Once protectionism is conceded to be a valid political position, it will eventually win the public debate, if free trade's unpopularity continues to mount at the pace it has been mounting over the last 10 years.
Despite being one of the most pressing policy choices facing America, and despite having been one of the biggest controversies in the last, oh, 400 years of economic history, free trade rarely gets a real debate in this country.
If Tea Partiers want to get back to the original intent of the Constitution, Article I, Section 8 of the Constitution says plain as day that Congress has the power "to regulate commerce with foreign nations."
Contrary to the endlessly repeated myth of a world converging on one big economic sameness, economic diversity is a fact of life. Economic policies that assume a homogeneous world are an attempt to defy this basic fact.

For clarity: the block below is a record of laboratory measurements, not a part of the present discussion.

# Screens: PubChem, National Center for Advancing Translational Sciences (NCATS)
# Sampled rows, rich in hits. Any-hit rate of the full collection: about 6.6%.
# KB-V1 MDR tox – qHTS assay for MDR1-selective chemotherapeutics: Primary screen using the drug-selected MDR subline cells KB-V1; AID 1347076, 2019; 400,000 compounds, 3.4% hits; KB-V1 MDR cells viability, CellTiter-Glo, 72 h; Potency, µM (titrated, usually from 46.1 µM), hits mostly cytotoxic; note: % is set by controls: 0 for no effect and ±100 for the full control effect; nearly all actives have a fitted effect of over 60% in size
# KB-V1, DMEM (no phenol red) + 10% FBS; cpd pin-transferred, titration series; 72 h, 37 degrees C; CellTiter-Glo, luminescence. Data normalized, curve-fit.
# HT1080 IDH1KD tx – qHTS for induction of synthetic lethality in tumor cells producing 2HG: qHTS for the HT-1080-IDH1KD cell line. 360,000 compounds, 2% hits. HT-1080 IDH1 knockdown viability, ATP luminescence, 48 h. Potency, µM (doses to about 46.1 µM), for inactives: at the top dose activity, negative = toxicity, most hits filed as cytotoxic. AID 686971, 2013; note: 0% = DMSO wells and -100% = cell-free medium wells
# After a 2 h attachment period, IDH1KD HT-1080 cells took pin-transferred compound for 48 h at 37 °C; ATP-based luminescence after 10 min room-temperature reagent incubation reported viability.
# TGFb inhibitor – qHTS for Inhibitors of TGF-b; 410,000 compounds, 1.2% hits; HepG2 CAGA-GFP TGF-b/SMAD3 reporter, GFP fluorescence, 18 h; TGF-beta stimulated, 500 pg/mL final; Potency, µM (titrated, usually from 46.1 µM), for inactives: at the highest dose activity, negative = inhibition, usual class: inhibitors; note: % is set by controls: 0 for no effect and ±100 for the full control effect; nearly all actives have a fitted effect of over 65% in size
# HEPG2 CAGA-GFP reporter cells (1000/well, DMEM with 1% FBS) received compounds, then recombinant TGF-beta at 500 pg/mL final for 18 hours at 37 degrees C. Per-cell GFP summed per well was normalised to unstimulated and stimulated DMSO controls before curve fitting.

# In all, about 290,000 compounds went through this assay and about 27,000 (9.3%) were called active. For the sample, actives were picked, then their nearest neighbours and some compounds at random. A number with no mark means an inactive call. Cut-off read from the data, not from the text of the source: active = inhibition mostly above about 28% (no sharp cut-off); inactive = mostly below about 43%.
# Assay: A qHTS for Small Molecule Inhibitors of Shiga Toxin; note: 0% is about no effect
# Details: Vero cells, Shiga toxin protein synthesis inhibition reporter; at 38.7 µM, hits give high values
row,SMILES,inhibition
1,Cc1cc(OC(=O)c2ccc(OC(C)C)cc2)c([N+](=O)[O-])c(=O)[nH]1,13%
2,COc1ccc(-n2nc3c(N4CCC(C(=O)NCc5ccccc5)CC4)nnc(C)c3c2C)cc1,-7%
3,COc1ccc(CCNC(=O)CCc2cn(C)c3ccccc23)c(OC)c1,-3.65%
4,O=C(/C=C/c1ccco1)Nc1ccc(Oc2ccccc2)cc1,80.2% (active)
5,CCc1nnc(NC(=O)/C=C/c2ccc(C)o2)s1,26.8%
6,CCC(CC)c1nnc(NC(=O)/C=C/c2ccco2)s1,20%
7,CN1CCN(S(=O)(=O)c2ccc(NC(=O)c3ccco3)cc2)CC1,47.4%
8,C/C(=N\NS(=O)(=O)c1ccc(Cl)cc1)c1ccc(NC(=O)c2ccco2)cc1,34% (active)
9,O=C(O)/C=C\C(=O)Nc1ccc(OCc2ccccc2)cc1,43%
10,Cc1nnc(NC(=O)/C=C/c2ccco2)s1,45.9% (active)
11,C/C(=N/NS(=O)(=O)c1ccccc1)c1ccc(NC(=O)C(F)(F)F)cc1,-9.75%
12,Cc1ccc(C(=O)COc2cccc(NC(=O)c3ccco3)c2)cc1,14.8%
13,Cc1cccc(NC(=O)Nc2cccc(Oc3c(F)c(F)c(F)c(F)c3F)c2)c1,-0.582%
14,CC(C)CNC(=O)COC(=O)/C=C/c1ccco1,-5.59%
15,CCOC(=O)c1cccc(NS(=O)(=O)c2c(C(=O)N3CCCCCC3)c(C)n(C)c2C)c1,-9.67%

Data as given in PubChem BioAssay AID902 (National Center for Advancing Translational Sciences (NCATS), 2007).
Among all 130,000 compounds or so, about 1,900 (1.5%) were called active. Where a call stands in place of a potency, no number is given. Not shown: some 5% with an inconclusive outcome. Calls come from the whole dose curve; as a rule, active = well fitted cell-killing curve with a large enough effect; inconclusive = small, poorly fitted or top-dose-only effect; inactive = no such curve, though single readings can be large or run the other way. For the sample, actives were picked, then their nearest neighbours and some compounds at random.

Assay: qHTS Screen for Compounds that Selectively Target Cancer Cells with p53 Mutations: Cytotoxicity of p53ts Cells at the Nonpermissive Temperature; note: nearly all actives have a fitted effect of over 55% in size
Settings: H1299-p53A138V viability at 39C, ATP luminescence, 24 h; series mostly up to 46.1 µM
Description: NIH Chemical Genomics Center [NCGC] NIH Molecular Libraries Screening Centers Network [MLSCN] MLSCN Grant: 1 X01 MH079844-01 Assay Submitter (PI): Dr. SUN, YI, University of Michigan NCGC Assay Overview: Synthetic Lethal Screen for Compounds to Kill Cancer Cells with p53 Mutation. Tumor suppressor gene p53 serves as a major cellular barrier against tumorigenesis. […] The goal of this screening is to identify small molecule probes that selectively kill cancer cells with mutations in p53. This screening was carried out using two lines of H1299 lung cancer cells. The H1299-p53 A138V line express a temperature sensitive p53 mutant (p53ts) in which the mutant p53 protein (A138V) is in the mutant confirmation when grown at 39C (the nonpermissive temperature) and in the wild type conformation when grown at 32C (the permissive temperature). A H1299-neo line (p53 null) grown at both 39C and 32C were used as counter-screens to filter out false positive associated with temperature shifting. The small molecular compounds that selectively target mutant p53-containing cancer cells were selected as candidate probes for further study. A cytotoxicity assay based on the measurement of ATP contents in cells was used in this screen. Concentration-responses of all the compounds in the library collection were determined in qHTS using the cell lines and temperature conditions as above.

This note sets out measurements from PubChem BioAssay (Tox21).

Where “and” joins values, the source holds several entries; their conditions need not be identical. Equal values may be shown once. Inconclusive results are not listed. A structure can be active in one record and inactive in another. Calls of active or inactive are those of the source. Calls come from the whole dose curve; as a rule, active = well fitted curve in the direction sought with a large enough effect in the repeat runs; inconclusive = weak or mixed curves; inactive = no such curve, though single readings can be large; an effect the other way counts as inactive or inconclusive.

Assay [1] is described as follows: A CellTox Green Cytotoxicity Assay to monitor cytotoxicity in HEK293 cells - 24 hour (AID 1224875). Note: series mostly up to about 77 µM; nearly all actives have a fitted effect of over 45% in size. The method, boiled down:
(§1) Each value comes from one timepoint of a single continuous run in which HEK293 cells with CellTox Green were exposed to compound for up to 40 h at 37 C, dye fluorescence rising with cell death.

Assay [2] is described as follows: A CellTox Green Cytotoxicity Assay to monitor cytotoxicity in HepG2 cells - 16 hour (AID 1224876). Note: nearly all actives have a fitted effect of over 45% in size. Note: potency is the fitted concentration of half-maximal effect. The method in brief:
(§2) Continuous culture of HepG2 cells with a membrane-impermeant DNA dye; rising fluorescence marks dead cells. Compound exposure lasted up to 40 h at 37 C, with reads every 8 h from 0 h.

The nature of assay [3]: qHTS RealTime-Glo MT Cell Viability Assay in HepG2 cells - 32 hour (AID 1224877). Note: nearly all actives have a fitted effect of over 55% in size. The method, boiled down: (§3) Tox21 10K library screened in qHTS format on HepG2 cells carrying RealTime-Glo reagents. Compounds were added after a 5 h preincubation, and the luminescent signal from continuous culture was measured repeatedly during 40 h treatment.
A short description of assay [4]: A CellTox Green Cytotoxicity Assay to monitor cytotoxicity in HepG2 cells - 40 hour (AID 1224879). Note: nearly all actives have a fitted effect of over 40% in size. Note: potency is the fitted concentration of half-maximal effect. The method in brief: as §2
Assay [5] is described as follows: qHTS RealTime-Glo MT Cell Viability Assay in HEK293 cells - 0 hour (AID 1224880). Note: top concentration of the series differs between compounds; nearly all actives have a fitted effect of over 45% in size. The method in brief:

Despite the fact that every major American trade agreement since NAFTA has worsened America's trade balance, Obama actually seems to think he can improve America's export performance by going for more.
While a rich nation can indeed borrow a huge amount of money and has a lot of assets to sell off, this doesn't mean Santa has installed an ATM on every street corner. Which is what a lot of people seem to think.
The use of bad arguments to defend a position is a fairly strong telltale that the position cannot be defended with good arguments. This seems to be the case with the Korea FTA. NAM must think the public is fairly dumb to fall for its claims.
Here's a fascinating article by an intelligent economist, Jim Tankersly, apparently a perfectly nice fellow, puzzling over the "big mystery" of why the U.S. economy has lost so many jobs and isn't creating any more to replace them. It is rife with phrases like: